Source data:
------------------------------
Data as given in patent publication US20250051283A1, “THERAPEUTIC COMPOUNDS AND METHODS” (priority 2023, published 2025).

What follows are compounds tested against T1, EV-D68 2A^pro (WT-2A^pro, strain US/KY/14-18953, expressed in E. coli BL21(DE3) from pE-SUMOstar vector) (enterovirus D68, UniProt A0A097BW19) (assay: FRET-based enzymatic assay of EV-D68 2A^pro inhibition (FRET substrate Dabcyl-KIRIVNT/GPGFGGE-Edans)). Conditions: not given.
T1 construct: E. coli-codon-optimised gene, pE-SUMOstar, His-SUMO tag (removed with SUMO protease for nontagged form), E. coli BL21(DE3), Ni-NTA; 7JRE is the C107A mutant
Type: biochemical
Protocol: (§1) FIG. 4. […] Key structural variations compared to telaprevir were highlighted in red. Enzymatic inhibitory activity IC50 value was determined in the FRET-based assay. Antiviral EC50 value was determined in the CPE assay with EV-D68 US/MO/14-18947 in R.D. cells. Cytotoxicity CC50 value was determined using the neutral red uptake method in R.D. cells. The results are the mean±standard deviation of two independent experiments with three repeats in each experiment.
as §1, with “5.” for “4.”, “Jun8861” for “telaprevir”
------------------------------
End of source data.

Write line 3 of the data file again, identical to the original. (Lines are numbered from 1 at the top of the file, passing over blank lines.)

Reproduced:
T1 construct: E. coli-codon-optimised gene, pE-SUMOstar, His-SUMO tag (removed with SUMO protease for nontagged form), E. coli BL21(DE3), Ni-NTA; 7JRE is the C107A mutant